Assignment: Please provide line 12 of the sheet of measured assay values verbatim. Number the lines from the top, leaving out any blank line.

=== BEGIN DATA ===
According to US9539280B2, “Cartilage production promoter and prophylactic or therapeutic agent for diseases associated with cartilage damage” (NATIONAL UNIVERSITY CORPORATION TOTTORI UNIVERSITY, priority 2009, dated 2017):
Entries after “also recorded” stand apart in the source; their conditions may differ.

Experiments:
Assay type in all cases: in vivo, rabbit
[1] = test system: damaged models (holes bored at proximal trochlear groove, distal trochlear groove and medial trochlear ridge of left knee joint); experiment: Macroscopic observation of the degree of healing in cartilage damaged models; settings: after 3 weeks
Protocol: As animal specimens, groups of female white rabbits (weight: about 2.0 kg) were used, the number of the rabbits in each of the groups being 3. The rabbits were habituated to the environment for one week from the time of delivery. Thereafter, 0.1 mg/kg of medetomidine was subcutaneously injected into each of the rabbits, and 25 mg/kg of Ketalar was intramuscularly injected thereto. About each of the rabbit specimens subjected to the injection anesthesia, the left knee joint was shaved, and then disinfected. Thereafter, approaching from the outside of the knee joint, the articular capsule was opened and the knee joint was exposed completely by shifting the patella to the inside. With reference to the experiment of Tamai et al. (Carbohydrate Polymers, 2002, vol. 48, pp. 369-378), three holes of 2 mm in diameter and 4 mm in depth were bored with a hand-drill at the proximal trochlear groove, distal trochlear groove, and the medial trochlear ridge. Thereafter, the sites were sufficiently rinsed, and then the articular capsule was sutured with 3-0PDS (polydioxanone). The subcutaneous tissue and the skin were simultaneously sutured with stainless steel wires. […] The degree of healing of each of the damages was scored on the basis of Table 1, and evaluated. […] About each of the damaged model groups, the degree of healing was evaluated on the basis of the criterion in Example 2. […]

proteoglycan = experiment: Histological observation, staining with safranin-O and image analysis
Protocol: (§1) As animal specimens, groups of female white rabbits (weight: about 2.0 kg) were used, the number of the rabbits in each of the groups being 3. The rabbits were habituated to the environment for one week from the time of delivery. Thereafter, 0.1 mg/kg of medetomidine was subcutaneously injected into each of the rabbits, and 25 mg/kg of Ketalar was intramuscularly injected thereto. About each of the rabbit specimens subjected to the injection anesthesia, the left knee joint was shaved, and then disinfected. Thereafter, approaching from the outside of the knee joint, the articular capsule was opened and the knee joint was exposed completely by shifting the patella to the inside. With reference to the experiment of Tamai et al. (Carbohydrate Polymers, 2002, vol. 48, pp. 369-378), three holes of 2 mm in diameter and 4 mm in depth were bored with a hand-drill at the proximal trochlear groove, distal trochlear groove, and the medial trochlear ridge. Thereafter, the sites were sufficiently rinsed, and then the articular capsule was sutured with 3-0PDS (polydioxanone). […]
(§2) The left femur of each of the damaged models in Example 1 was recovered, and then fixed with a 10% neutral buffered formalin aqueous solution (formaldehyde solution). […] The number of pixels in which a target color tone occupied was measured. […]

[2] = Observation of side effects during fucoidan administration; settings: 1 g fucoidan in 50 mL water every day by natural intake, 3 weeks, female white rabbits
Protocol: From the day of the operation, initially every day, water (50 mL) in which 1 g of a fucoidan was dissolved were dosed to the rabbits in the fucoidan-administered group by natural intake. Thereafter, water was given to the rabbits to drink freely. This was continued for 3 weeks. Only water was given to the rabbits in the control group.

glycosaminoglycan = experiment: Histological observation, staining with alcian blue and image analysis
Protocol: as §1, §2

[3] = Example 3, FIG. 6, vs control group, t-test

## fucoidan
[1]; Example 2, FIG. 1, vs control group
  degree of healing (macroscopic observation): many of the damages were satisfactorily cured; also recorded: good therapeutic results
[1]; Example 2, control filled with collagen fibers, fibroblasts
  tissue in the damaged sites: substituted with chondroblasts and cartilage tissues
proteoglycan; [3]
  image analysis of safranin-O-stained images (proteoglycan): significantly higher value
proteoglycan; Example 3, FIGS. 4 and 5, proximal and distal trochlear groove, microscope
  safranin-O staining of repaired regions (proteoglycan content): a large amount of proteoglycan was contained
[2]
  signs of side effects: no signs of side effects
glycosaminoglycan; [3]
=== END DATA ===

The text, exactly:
glycosaminoglycan = experiment: Histological observation, staining with alcian blue and image analysis